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Fish and Sky, from Ten from Leo Castelli portfolio, 1967

Screenprint on gelatin silver photographic print to three-dimensional lenticular offset-lithograph, affixed to white composition board with window mount
11 1/8 × 14 in
28.3 × 35.6 cm
Edition 176/200
Bidding closed
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About the work
HA
Heritage Auctions

Published by Tanglewood Press, Inc., New York/Maurel Studios, New York

Ed. 176/200 (there were also …

Read more

Published by Tanglewood Press, Inc., New York/Maurel Studios, New York

Ed. 176/200 (there were also 25 artist's prints lettered A through Y)

Condition Report: Heavy wear with scattered losses to the extreme right and upper edges. Print Grade: 6/10. Mounted and framed under acrylic. Framed Dimensions 24 X 20.5 …

Read more
Signature
Signed and numbered in pencil on mount
Image rights
Courtesy of Heritage Auctions
Roy Lichtenstein
American, 1923–1997
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When American Pop artist Roy Lichtenstein painted Look Mickey in 1961, it set the tone for his career. This primary-color portrait of the cartoon mouse introduced Lichtenstein’s detached and deadpan style at a time when introspective Abstract Expressionism reigned. Mining material from advertisements, comics, and the everyday, Lichtenstein brought what was then a great taboo—commercial art—into the gallery. He stressed the artificiality of his images by painting them as though they’d come from a commercial press, with the flat, single-color Ben-Day dots of the newspaper meticulously rendered by hand using paint and stencils. Later in his career, Lichtenstein extended his source material to art history, including the work of Claude Monet and Pablo Picasso, and experimented with three-dimensional works. Lichtenstein’s use of appropriated imagery has influenced artists such as Richard Prince, Jeff Koons, and Raymond Pettibon.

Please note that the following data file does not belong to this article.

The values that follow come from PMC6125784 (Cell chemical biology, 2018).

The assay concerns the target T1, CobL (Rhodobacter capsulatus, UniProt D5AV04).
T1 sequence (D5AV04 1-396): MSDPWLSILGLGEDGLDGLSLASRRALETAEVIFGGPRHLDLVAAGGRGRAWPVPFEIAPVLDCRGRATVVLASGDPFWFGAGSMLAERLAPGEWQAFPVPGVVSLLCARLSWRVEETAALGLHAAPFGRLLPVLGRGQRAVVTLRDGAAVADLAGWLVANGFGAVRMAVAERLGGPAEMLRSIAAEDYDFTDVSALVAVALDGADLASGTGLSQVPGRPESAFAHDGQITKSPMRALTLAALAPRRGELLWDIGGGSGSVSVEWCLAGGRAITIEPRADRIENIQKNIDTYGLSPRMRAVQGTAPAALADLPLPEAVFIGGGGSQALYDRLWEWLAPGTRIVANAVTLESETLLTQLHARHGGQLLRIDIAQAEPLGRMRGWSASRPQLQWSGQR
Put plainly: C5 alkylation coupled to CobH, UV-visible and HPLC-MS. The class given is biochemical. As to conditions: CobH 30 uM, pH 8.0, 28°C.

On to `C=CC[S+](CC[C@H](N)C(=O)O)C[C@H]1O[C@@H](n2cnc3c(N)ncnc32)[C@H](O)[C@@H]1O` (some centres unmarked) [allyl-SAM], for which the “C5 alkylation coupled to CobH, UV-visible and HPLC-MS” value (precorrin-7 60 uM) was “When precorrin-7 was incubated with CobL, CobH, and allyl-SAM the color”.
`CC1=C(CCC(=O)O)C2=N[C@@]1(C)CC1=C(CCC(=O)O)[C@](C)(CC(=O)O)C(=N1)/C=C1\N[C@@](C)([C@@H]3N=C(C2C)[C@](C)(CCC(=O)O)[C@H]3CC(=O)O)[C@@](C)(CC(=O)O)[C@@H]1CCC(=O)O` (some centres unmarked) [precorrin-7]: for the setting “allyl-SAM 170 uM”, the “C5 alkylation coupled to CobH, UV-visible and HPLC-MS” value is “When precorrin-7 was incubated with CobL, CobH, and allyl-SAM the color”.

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Save
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view
View in room
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About the work
HA
Heritage Auctions

Published by Tanglewood Press, Inc., New York/Maurel Studios, New York

Ed. 176/200 (there were also …

Read more

Published by Tanglewood Press, Inc., New York/Maurel Studios, New York

Ed. 176/200 (there were also 25 artist's prints lettered A through Y)

Condition Report: Heavy wear with scattered losses to the extreme right and upper edges. Print Grade: 6/10. Mounted and framed under acrylic. Framed Dimensions 24 X 20.5 …

Read more
Signature
Signed and numbered in pencil on mount
Image rights
Courtesy of Heritage Auctions
Roy Lichtenstein
American, 1923–1997
Follow

When American Pop artist Roy Lichtenstein painted Look Mickey in 1961, it set the tone for his career. This primary-color portrait of the cartoon mouse introduced Lichtenstein’s detached and deadpan style at a time when introspective Abstract Expressionism reigned. Mining material from advertisements, comics, and the everyday, Lichtenstein brought what was then a great taboo—commercial art—into the gallery. He stressed the artificiality of his images by painting them as though they’d come from a commercial press, with the flat, single-color Ben-Day dots of the newspaper meticulously rendered by hand using paint and stencils. Later in his career, Lichtenstein extended his source material to art history, including the work of Claude Monet and Pablo Picasso, and experimented with three-dimensional works. Lichtenstein’s use of appropriated imagery has influenced artists such as Richard Prince, Jeff Koons, and Raymond Pettibon.

Fish and Sky, from Ten from Leo Castelli portfolio, 1967

Screenprint on gelatin silver photographic print to three-dimensional lenticular offset-lithograph, affixed to white composition board with window mount
11 1/8 × 14 in
28.3 × 35.6 cm
Edition 176/200
Bidding closed
Want to sell a work by this artist? Consign with Artsy.
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